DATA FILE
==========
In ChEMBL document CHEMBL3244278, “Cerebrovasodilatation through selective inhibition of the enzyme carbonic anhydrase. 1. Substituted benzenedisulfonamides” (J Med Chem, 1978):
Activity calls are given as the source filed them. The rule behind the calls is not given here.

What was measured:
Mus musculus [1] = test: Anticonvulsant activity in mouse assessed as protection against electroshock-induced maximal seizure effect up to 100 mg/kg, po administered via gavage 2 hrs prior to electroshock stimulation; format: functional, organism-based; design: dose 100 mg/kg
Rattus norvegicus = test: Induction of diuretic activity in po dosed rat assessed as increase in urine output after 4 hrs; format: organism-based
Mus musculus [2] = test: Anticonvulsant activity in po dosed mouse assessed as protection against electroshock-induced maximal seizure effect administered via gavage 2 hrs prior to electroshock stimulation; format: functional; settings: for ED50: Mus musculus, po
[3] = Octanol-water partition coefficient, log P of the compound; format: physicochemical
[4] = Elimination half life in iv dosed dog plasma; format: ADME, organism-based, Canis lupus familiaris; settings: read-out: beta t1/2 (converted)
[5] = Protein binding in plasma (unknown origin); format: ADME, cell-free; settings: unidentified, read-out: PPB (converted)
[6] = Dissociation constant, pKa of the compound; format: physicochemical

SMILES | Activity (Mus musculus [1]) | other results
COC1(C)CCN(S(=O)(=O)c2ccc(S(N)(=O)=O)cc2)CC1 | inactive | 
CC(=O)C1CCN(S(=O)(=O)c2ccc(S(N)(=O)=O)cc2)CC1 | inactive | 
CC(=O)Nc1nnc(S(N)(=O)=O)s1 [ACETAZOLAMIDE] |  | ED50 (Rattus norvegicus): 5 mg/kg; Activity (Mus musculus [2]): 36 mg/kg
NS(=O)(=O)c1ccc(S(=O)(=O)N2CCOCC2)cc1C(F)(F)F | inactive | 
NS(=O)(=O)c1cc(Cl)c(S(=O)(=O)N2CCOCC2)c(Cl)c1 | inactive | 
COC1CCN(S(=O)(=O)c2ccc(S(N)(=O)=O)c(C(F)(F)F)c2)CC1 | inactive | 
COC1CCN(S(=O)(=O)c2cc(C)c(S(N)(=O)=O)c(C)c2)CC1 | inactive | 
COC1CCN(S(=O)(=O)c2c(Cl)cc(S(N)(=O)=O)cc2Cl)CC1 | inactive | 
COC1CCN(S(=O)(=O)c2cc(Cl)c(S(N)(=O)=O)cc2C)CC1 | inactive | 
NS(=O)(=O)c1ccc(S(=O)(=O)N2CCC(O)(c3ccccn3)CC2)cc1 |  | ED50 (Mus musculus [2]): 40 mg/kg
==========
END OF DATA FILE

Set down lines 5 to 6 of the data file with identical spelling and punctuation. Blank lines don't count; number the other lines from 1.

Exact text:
Rattus norvegicus = test: Induction of diuretic activity in po dosed rat assessed as increase in urine output after 4 hrs; format: organism-based
Mus musculus [2] = test: Anticonvulsant activity in po dosed mouse assessed as protection against electroshock-induced maximal seizure effect administered via gavage 2 hrs prior to electroshock stimulation; format: functional; settings: for ED50: Mus musculus, po